Bounded Rationality, Unbounded Confidence
March 17, 2015
by Baijnath Ramraika, CFA® and Prashant Trivedi, CFA®
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“The capacity of the human mind for formulating and solving complex problems is very small compared with the size of the problems whose solution is required.” – Models of Man, Herbert A. Simon
“Boundedly rational agents experience limits in formulating and solving complex problems and in processing (receiving, storing, retrieving, transmitting) information.” – Oliver E. Williamson citing Herbert A. Simon
“There seems to be some perverse human characteristic that likes to make easy things difficult.” — Warren Buffett
Our rationality is limited by the information we have, the cognitive limitations of our minds and the finite amount of time we have to make a decision. Herbert A. Simon called that concept “bounded rationality.” As a consequence of these limitations, our confidence becomes unbounded. We will discuss the implications of this phenomenon and how investors can overcome it.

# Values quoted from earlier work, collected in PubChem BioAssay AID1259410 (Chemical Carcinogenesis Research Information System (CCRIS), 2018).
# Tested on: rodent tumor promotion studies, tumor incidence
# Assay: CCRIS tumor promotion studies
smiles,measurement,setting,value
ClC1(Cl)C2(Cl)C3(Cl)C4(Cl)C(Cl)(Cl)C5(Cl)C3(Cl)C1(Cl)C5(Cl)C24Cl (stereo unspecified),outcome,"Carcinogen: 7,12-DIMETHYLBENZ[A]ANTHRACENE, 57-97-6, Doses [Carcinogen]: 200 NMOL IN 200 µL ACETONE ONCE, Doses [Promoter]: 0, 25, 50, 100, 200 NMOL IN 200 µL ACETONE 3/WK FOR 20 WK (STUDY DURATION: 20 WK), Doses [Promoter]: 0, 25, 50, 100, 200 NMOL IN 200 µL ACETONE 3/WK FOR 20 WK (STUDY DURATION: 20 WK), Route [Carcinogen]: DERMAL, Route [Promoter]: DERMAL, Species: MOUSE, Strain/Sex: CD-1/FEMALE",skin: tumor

Simon argued that due to the complexity, dynamism and equivocality of present and future environments facing decision makers, we are not able to act in a fully rational way. This inability to act fully rationally results in a general state of satisficing, in which solutions that are not optimal are chosen if they meet minimum requirements.
Satisficing occurs because of the limited rationality of human mind, which is oftentimes not fully equipped to evaluate all possible consequences of decisions being made. As Simon stated, the capacity of the human mind is very small compared to the size of the problems we face. The result is that we process only a small fraction of information presented by real world problems and do so simplistically, by employing heuristics. When swamped by information, we select only a small portion of the total and end up with a dangerously different view of the world.
Figure 1 shows the impact of bounded rationality on complex decisions.
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